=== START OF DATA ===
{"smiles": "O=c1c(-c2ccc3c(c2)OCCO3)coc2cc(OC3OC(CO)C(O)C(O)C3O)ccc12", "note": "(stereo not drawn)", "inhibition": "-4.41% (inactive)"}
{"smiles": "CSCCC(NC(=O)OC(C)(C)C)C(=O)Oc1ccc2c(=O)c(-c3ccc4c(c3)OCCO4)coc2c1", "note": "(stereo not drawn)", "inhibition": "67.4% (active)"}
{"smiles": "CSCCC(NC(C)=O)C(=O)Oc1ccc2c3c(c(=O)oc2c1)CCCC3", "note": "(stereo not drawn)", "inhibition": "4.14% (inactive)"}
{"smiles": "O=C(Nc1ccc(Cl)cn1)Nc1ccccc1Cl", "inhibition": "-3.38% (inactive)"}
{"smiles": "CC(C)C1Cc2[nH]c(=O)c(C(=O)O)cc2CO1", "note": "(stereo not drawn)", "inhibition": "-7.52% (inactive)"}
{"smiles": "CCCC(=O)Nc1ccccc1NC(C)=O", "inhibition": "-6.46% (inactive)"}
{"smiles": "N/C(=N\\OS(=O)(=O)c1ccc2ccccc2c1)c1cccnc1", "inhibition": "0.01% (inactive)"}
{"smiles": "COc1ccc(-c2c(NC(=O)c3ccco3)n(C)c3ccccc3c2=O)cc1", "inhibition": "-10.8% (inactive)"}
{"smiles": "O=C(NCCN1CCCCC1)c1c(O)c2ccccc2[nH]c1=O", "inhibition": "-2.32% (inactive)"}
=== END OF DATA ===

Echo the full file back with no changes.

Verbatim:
{"smiles": "O=c1c(-c2ccc3c(c2)OCCO3)coc2cc(OC3OC(CO)C(O)C(O)C3O)ccc12", "note": "(stereo not drawn)", "inhibition": "-4.41% (inactive)"}
{"smiles": "CSCCC(NC(=O)OC(C)(C)C)C(=O)Oc1ccc2c(=O)c(-c3ccc4c(c3)OCCO4)coc2c1", "note": "(stereo not drawn)", "inhibition": "67.4% (active)"}
{"smiles": "CSCCC(NC(C)=O)C(=O)Oc1ccc2c3c(c(=O)oc2c1)CCCC3", "note": "(stereo not drawn)", "inhibition": "4.14% (inactive)"}
{"smiles": "O=C(Nc1ccc(Cl)cn1)Nc1ccccc1Cl", "inhibition": "-3.38% (inactive)"}
{"smiles": "CC(C)C1Cc2[nH]c(=O)c(C(=O)O)cc2CO1", "note": "(stereo not drawn)", "inhibition": "-7.52% (inactive)"}
{"smiles": "CCCC(=O)Nc1ccccc1NC(C)=O", "inhibition": "-6.46% (inactive)"}
{"smiles": "N/C(=N\\OS(=O)(=O)c1ccc2ccccc2c1)c1cccnc1", "inhibition": "0.01% (inactive)"}
{"smiles": "COc1ccc(-c2c(NC(=O)c3ccco3)n(C)c3ccccc3c2=O)cc1", "inhibition": "-10.8% (inactive)"}
{"smiles": "O=C(NCCN1CCCCC1)c1c(O)c2ccccc2[nH]c1=O", "inhibition": "-2.32% (inactive)"}